And it’s terrifying. We’re surrounded, it seems, by men. Men too big, up close, to see around, and who I find it hard to believe see me. Men like cliffs. But I find if I keep moving, albeit yelping slightly every time it feels a little precarious, and so yelping a lot, it’s OK. More than OK. Exhilarating. Our backs are damp with sweat and spilled beer, arms slick. A mother and son dance just on the edge of the…pit? I guess I’d always thought of pits as literal depressions in the floor. But nope, this probably counts as a pit. Anyway, he runs interference to keep people from bouncing into her, but she looks like she’d be able to handle it. She lifts her arms in a V, fingers pointed; he smiles into the pint she probably pretended was for her. They both know all the words. I keep expecting a fight to break out – this looks like violence, or, at the very least, rugby – but people only smile.
My True Name brings a brief interlude for swaying. I must be wide-eyed because PW assures me: “Trust the crowd. If you fall, they’ll help you up straight away.” And sure enough, when someone falls on top of him, people are quick to help them both up. Still, I can’t help but think that trusting a crowd is maybe something that comes more easily to men. By The Prayer, the only Bloc Party I know all the words to, men have taken their shirts off. A woman in cut-offs and fishnets is lifted onto shoulders, but soon she is down again, pinballing into her friends. Tonight make me unstoppable. Then onto Octopus. Circles are cleared, three or four men holding the crowd back, waiting for the chorus or for the beat to drop, and when it does, people slam through into the space, into each other.
Live, the new stuff, particularly pretend set-closer The Love Within, sounds less like a paranoid wasp trapped in a can of Coke. More guitary, more like music. Which is always good. On our right, while the rest of the crowd claps for the encore, a small group crouches down to light cigarettes. PW tells me I should go forward when the music starts, into the circles, properly into the pit, but I’m the kind of person who falls down a lot and so is scared of falling down. Plus I’m nervous about being near bobbing embers.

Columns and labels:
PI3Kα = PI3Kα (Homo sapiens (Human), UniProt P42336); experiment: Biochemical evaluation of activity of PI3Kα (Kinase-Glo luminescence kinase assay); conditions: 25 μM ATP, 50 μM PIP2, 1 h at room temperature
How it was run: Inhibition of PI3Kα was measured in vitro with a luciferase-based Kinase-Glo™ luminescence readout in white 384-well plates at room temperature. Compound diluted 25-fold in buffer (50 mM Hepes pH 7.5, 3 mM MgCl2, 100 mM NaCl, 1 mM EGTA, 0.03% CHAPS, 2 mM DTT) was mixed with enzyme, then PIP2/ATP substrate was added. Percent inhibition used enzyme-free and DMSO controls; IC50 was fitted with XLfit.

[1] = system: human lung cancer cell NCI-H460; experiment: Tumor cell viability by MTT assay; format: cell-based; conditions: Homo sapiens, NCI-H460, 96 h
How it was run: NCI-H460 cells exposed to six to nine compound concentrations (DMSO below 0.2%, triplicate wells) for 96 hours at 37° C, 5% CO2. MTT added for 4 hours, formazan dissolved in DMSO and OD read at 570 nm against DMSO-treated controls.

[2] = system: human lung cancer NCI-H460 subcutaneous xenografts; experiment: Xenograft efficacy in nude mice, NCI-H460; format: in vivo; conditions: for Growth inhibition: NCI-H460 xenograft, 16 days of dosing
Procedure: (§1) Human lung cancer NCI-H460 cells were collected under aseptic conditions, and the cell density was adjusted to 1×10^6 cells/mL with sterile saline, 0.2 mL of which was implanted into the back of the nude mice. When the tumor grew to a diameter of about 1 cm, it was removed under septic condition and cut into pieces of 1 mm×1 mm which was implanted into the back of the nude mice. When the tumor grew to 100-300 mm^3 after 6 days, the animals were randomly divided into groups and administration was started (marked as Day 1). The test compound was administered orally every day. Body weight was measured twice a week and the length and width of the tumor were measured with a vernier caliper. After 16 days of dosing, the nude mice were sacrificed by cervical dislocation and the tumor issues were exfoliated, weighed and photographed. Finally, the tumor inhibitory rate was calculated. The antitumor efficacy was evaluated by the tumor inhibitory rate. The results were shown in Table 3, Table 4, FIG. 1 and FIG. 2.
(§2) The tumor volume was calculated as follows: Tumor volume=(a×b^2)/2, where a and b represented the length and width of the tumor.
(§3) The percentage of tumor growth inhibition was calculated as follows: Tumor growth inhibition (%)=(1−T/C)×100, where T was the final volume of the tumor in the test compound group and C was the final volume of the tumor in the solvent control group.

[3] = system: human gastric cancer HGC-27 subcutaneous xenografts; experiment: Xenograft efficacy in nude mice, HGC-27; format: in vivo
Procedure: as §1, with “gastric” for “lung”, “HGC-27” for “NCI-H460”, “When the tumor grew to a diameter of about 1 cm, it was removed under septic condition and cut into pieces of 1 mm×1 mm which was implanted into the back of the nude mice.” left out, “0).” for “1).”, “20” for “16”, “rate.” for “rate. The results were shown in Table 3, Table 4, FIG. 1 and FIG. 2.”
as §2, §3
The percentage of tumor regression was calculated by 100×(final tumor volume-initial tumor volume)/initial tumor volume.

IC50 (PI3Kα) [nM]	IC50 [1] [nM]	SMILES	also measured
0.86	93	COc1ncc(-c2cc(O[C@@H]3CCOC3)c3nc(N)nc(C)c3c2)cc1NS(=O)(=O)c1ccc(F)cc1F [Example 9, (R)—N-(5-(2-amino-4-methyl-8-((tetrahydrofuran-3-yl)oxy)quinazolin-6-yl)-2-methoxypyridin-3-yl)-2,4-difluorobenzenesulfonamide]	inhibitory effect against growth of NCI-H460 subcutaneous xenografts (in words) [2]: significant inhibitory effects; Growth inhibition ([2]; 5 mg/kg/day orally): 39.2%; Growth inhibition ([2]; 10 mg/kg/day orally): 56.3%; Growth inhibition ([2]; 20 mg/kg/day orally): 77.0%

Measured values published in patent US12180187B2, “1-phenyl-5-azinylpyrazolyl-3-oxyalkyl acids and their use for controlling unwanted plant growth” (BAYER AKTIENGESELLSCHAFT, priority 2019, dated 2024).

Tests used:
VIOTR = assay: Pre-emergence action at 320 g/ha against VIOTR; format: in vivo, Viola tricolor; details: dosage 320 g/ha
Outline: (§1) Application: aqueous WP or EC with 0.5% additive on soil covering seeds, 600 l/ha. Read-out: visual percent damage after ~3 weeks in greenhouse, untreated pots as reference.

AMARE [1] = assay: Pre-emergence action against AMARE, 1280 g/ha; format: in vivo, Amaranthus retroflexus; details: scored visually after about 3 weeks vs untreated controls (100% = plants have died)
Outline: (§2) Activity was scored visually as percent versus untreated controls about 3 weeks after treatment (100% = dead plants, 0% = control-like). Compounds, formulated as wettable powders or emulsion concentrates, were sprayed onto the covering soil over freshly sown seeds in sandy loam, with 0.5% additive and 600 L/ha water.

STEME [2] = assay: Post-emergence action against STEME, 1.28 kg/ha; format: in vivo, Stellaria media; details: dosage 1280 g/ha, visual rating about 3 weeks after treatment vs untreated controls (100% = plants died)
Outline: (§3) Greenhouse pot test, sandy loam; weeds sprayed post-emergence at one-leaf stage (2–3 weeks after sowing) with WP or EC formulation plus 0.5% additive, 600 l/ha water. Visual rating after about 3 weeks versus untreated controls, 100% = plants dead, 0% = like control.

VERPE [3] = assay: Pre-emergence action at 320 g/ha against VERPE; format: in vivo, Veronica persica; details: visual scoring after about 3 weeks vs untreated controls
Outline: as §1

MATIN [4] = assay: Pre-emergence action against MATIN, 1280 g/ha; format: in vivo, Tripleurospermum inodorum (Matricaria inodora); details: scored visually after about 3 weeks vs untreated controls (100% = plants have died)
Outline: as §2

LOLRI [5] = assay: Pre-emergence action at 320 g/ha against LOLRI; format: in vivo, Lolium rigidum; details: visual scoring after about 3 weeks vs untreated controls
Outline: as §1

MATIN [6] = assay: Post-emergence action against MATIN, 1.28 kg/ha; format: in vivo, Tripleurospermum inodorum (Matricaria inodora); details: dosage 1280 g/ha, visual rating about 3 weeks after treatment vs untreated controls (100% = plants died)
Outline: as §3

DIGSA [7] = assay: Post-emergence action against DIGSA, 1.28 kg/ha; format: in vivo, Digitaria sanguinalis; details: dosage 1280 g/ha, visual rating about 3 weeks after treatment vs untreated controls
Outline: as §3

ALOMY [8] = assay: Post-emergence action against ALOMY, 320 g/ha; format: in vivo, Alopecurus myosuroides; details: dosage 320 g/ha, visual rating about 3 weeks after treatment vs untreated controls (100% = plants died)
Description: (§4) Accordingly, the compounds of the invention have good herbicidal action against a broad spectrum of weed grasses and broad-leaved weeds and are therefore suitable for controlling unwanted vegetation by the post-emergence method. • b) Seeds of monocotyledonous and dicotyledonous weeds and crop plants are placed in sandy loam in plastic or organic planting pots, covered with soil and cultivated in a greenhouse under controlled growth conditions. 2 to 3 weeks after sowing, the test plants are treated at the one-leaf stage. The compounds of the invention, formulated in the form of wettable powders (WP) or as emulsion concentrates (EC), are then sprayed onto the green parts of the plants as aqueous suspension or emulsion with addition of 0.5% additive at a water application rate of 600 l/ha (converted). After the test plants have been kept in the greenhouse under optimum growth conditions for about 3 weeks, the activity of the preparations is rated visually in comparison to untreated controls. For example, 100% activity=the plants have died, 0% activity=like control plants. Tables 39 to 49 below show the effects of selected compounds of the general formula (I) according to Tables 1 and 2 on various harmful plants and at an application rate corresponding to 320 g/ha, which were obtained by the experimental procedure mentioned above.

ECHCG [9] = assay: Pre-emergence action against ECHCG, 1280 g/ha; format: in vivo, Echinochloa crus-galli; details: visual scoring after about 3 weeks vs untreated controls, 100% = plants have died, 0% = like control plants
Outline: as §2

Sunday – I love you in the morning / When you’re still hungover – and people are singing into each other’s faces and I realise that what’s good about guitar bands from the noughties is that the songs are so neat, reliable and reliably emotive, the feelings packaged up, contained within the space of the song. Maybe that’s due to the songwriting, or because the sound has become a brand or become the past, but there’s less bleeding out into uncertainty. The kind of comfort my Discover Weekly playlist doesn’t provide. Onto Helicopter and it’s 2005 again and everyone shouts – North to south! Some things will never be different. PW puts his arms around my waist and spins us both deeper into the crowd, and there is no stopping now. When I think about it afterwards, about how tonight was the first time for this, about how the fear was bearable, enjoyable even, I think maybe it’s half down to me and half down to him, someone different, someone who isn’t scared of falling down. Or maybe more than half down to me. I wear eyeliner all the time now after all.
We jump into each other – he holding his glasses, me my bag – and into the crowd, slamming against bone and denim and leather, held upright by bodies on a beat. Everyone sings. Are you hoping for a miracle? It’s not enough. Ahead of us, printed on the back of a t-shirt wet through with sweat: Safety In Numbers. Maybe it’s the beer and the breathlessness, but tonight, that seems to mean something. Maybe it even does.